If you made a Venn diagram to chart where direct-to-consumer marketing and advertising overlap in many companies, the shared space would likely be a sliver at best. Different goals, different strategies, different metrics . . . right?
Today’s complex mix of channels and opportunities demands a more evolved and agile approach. These days, marketing and advertising efforts must be integrated so you can maximize the effectiveness and impact of each one and respond quickly to changes in the marketplace.
On the marketing side, we’re more data-driven than ever before. Marketers collect, analyze and act on information from multiple customer touchpoints, all with the goal of increasing engagement and strengthening the customer experience overall.
At the same time, advertising has been evolving, too. The traditional “block buy” of the newspaper model has been replaced with a more dynamic, personalized process of connecting consumers with the right content at the right time in the right place. For advertisers, putting data into context and action is now a key ingredient to success.
As you can see, both evolutions share common themes, which is precisely why more and more companies are recognizing that the integration of marketing and advertising has become essential. When they’re collaborating and sharing data, insights and results, marketing and advertising both stand to benefit – and then, of course, at the end of the day, customers benefit most of all . . . because the process has their needs in the spotlight.
This all sounds terrific on paper, right? The challenge is to make it happen on a practical (and sustainable) level at your company. Ultimately, the successful integration of marketing and advertising hinges on choosing the right technology solutions, and these three technologies have emerged to meet the growing demand:
- Demand Side Platforms (DSP). Digiday’s Jack Marshall describes a DSP as “a piece of software used to purchase advertising in an automated fashion. DSPs are most often used by advertisers and agencies to help them buy display, video, mobile and search ads.” As it evolves, the DSP will become the primary platform for advertising placement decisions across all digital channels including IPTV (digitally-served television) for real-time bidded inventory as well as guaranteed (bulk) media purchases with real-time fulfillment.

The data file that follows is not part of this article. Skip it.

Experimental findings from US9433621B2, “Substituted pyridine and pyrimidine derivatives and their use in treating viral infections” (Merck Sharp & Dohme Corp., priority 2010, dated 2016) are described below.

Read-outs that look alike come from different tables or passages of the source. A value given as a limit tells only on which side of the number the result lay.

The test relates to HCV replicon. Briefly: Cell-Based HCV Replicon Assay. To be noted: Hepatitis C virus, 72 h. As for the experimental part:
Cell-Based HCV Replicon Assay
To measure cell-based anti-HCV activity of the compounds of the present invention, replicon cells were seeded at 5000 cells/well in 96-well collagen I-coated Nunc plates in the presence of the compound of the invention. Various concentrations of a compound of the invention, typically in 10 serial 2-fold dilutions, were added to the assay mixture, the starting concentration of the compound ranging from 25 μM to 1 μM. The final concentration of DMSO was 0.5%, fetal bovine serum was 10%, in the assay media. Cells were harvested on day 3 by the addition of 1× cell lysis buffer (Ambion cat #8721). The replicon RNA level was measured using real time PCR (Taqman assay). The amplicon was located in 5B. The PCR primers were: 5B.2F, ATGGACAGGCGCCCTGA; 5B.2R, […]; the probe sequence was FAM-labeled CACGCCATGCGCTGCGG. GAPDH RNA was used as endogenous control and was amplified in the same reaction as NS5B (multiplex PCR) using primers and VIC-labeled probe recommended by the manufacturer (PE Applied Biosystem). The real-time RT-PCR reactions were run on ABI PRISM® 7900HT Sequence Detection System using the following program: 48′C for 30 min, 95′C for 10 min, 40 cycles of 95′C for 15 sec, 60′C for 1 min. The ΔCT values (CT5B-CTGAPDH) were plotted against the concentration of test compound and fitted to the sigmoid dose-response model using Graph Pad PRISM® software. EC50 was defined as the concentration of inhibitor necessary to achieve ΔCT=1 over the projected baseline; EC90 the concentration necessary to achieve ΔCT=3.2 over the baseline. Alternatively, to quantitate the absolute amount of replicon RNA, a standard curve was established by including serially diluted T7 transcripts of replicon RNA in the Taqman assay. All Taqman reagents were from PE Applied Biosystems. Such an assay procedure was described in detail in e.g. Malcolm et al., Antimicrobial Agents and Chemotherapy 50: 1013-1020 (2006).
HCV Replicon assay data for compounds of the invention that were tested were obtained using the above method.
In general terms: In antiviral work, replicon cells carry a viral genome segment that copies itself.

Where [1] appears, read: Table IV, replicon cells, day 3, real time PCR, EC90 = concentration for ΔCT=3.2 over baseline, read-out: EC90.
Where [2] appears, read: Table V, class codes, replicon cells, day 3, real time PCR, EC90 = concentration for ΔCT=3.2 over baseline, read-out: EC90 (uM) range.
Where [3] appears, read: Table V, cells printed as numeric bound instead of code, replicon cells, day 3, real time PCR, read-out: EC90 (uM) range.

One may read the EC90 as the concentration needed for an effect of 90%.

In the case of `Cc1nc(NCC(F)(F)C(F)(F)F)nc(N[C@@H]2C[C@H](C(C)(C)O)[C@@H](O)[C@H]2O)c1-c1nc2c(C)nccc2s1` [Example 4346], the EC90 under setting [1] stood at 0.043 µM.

- Data Management Platforms (DMP). DMPs play a similar role to that of marketing data warehouses, but for anonymous, digital data sourced from web tags, ad systems and third-party data brokers. Increasingly, non-digital customer data can be brought into a DMP as well, with limitations including one-way “anonymization” and single dimensionality. Digital marketers have gravitated to DMP’s due to their relative ease of implementation, SaaS delivery model and integrated toolsets. Technical requirements such as browser-side ID linking are also met by DMP’s.
- Marketing Performance Management (MPM). MPM increasingly brings together elements of attribution, marketing mix modeling, spend management and predictive analytics to drive budget allocation decisions across paid and owned channels. The visibility into impressions of and interactions with digital ad content makes digital advertising particularly attractive to ROI-focused marketers, but it is critical for brands to avoid the trap of measuring digital ad effectiveness in yet another functional silo. Instead, use an independent measurement, forecasting and optimizing function (with expertise, process and technology to support) to drive marketing decisions most effectively across the enterprise.
Undoubtedly, more solutions will emerge to meet evolving needs, but these three are at the heart of today’s marketing and advertising integration efforts. If you’d like to learn more about these technologies and the broader value that marketing and advertising integration is delivering to the enterprise, take a look at our new whitepaper, When Our Powers Combine: The Impending Convergence Of Marketing And Advertising And What To Do About It.